After all students have finished their word each pair will be equipped with an IPads and a vocabulary sheet. Students will open Aurasma on their IPads. They will then hold the Ipad to target the decorated printed word sheet. This will link it to the poster or animation that the students created. Using this information, students will then record their definition for the word using both words and pictures. At the end of the class, a debrief session will be held to allow students to ask questions about any words they are still having issues with. Then all the vocabulary word posters will be put up on the walls. I want the posters laminated an on the wall as then the learning is archived for any new student to the class. If they do not know the word they can use an Ipad with Aurasma to see the definition of the word. This allows students to become a collective of learners each supporting the learning of others (Bransford et. all, 2000; Davis, Sumara, & Luce-Kapler, 2008).
If you load the free app from Aurasma on your phone or Ipad you can view an example of this activity below. The quality of the video is poor since I do not have an educator account so I could not just link to the video. I had to record it on my Iphone and then compress the file so that you could see what I mean. Here are the steps: 1) Load up Aurasma 2) click the link here and search for Tetz’s and subscribe to my channel and 3) use the camera to target the image below.
There are three opportunities to assess math vocabulary during this activity. The first opportunity is when students show you their video before posting it. I will be looking for an accurate definition and use of math vocabulary in the cartoon. The second opportunity comes when looking at their trigger picture which triggers the video clip on Aurasma. The question I will be asking myself is “do the pictures on the trigger image relate to the vocabulary word?” The last opportunity to assess vocabulary is when I look at their definitions for the math terms done by all students.
Comparing my lesson to the communication competencies that Renee Hobbs outlines in her book Digital and Media Literacy: Connecting Culture and Classroom (2011); I see my lesson focusing mainly on the competencies of Create and Act. I believe my lesson meet the criteria of creating because the students are creating the vocabulary for the other students. They then get to share their learning with the other students for whom the vocabulary was created. I believe my lesson meets the criteria for acting because by archiving the learning it allows all new members of the class to actively participate in the class. Students are sharing their knowledge with others to enrich the learning of all.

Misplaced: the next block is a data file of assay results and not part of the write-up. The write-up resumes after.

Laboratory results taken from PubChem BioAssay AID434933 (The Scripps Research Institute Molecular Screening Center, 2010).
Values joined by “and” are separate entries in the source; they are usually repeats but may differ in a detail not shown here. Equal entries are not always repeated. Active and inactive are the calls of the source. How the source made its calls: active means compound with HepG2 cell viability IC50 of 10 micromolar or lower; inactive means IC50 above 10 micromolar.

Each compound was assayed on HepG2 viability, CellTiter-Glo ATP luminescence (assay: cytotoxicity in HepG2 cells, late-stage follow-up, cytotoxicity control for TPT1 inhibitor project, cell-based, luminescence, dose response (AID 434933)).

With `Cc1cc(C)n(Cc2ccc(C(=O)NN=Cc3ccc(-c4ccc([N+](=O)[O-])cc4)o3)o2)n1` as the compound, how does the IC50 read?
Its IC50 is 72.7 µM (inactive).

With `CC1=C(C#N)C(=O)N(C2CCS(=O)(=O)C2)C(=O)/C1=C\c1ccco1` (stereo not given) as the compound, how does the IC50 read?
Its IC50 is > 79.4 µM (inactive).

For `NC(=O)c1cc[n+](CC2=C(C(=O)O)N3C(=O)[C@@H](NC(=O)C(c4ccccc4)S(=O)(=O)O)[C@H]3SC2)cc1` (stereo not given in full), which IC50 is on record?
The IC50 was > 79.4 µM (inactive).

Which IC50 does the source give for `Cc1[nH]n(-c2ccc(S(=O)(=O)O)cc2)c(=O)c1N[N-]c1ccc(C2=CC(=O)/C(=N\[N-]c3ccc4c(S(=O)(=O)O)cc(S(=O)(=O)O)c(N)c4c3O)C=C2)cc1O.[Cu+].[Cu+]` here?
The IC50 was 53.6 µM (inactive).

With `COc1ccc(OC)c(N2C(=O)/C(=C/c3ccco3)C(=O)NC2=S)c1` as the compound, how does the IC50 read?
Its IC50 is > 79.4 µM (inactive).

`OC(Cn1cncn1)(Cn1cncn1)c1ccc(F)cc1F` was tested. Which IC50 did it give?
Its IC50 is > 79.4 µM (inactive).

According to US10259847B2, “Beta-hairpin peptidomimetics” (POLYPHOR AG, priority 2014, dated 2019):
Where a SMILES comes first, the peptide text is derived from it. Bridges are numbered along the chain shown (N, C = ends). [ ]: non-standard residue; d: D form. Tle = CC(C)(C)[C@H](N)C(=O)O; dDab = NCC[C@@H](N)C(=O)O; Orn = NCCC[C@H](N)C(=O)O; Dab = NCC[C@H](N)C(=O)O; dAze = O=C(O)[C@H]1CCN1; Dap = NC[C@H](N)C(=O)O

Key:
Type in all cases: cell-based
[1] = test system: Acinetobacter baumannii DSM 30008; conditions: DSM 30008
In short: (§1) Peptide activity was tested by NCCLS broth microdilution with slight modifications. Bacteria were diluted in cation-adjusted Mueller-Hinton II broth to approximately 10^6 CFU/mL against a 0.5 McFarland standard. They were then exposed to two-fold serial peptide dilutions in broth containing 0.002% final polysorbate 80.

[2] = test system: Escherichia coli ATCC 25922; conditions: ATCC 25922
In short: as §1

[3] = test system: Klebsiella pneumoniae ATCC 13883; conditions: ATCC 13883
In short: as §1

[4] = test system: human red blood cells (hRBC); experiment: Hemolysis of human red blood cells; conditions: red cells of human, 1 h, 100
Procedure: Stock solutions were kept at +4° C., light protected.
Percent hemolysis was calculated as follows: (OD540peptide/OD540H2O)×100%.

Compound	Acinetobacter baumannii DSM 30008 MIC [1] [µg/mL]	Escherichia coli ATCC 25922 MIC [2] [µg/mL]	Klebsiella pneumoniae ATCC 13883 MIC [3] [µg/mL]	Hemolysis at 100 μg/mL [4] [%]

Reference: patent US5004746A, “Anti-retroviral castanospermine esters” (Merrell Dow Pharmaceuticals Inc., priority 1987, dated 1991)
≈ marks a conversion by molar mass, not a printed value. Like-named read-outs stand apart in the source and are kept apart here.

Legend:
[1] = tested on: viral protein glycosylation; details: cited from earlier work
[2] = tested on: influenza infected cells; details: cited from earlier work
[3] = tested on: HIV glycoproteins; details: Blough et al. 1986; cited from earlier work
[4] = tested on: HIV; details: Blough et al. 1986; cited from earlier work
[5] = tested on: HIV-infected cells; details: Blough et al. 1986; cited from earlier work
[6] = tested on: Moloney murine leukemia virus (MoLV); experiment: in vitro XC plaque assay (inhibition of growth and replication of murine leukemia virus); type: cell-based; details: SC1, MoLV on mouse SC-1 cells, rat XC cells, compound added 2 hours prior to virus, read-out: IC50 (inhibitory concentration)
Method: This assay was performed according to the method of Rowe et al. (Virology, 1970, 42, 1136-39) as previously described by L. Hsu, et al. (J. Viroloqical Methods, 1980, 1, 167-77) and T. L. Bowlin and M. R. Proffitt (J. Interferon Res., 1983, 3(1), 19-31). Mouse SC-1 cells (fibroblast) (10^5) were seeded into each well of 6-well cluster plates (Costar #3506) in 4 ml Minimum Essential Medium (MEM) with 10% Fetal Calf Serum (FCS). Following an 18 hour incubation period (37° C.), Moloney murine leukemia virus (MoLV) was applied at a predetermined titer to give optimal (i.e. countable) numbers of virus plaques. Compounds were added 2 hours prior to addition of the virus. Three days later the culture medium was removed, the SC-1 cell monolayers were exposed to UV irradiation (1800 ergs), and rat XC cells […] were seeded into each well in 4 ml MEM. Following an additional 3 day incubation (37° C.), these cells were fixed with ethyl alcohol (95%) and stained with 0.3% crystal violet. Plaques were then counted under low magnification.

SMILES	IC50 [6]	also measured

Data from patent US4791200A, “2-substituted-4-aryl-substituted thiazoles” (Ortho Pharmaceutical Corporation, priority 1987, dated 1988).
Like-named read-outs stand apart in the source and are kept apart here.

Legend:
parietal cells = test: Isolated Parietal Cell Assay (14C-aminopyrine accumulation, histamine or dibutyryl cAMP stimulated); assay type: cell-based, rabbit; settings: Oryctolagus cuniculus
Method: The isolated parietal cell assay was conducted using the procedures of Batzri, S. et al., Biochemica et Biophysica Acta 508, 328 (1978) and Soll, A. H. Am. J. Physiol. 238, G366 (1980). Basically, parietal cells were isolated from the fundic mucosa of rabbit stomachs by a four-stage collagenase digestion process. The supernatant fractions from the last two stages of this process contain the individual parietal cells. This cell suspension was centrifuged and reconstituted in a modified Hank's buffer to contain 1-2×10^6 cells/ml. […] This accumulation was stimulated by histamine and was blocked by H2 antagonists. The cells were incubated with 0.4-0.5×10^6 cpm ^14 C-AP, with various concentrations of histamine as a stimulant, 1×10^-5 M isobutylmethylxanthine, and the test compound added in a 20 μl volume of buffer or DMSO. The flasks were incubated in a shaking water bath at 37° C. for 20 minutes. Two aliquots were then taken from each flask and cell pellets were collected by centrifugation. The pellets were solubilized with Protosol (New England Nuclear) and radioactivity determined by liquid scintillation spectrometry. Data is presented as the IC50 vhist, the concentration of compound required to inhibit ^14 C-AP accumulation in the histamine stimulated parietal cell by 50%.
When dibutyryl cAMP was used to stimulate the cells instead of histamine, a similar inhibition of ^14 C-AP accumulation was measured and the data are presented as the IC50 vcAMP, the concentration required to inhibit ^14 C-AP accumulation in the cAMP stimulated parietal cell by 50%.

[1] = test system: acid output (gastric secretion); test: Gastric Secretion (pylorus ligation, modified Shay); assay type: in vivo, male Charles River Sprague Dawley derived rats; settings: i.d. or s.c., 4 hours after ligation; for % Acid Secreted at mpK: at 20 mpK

Now that the lesson is finished I now need to work on the logistics of is this possible with the contraints placed on me by the system I work in to actually bring this lesson to see the light of day…here’s hoping as I think this way of doing vocabulary will benefits my students more than my present activity.
Alberta Government. (2011, November). Alberta K–12 ESL Proficiency Benchmarks with examples. Retrieved from Learn Alberta: http://www.learnalberta.ca/content/eslapb/documents/ESL%20Benchmarks%20Grades%207-9.pdf
Alberta Queen’s Printer. (2012, July 1). Freedom of Information and Privacy Act. Retrieved from Government of Alberta: http://www.qp.alberta.ca/1266.cfm?page=F25.cfm&leg_type=Acts&isbncln=9780779762071
Aurasma. (2013). Auras. Retrieved from Aurasma: http://www.aurasma.com/aura/
Bransford, J., Brown, A., & Cocking, R. (Eds.). (2000). How People Learn: Brain, Mind, Experience, and School: Expanded Edition. Washington D.C.: NAtional Adademy Press. Retrieved from http://www.nap.edu/openbook.php?isbn=0309070368
Cobb, P. (1990). Multiple perspectives. In L. P. Steffe, & T. Wood (Eds.), Transforming children’s mathematics education : International perspectives (pp. 200-215). Barcombe, U.K.: Falmer Press.
Davis, B., Sumara, D., & Luce-Kapler, R. (2008). Engaging Mind Changing Teaching in Complex Times second edition. New York: Routledge.
Hobbs, R. (2011). Digital and media literacy: Connecting culture and classroom. Thousand, Oaks, CA: Corwin/Sage.
Launchpad Toys. (n.d.). Toontastic. Retrieved from Launchpad Toys: http://launchpadtoys.com/toontastic/#in-action
Vygotsky, L. (1978). Interactions between Learning and Development. In Mind In Society (M. Cole, Trans., pp. 79-91). Cambridge, MA: Harvard University Press.